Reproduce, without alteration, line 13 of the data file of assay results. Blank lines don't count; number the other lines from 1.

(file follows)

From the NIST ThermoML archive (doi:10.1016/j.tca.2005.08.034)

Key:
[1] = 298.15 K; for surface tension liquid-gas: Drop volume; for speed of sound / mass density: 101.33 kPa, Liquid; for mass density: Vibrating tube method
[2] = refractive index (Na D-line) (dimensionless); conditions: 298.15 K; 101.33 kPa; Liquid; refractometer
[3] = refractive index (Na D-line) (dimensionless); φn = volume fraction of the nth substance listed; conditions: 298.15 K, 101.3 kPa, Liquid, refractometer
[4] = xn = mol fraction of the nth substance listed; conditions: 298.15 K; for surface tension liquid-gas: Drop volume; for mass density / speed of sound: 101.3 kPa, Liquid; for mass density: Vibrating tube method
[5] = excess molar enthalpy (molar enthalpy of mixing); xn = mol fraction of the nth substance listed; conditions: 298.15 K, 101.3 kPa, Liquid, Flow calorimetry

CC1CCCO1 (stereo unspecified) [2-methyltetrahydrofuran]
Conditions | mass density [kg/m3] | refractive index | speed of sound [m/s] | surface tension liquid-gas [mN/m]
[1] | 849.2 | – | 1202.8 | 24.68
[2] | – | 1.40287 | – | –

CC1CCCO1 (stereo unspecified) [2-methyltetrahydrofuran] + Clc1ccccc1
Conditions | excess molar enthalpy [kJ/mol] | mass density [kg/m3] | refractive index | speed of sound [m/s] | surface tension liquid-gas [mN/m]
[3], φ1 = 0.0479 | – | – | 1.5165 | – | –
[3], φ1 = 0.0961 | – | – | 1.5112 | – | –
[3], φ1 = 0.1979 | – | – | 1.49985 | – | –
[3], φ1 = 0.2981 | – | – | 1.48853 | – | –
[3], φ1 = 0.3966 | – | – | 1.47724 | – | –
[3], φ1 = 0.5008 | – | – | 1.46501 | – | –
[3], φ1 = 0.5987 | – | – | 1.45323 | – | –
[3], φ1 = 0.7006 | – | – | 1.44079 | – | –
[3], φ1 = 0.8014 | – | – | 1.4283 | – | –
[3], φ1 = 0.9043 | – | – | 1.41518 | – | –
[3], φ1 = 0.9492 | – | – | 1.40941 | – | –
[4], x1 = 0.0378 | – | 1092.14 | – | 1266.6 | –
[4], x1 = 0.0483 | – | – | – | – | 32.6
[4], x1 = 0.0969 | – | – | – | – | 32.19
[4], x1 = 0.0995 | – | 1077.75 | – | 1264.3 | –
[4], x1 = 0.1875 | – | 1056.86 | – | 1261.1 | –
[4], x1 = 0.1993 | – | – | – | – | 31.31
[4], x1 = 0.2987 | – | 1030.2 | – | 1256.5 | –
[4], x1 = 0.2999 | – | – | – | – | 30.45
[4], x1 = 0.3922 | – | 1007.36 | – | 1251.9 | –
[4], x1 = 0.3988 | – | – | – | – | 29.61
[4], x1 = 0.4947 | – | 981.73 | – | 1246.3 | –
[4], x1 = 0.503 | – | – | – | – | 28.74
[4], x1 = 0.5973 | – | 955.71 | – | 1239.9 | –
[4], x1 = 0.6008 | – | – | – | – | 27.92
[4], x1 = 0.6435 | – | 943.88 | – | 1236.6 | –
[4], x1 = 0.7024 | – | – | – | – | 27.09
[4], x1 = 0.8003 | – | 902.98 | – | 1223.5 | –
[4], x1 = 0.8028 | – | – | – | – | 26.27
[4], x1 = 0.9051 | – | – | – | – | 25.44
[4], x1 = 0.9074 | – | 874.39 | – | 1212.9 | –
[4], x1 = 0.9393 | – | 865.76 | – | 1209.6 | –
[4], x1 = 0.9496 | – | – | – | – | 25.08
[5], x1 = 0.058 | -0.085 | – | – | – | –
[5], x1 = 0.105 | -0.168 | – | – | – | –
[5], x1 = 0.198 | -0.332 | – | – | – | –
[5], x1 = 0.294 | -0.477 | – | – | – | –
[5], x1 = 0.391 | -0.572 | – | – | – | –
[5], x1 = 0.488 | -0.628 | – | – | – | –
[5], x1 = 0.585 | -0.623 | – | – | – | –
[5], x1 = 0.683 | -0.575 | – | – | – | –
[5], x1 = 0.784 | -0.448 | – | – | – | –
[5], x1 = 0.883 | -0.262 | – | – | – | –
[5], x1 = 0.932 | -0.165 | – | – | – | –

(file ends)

Conditions | excess molar enthalpy [kJ/mol] | mass density [kg/m3] | refractive index | speed of sound [m/s] | surface tension liquid-gas [mN/m]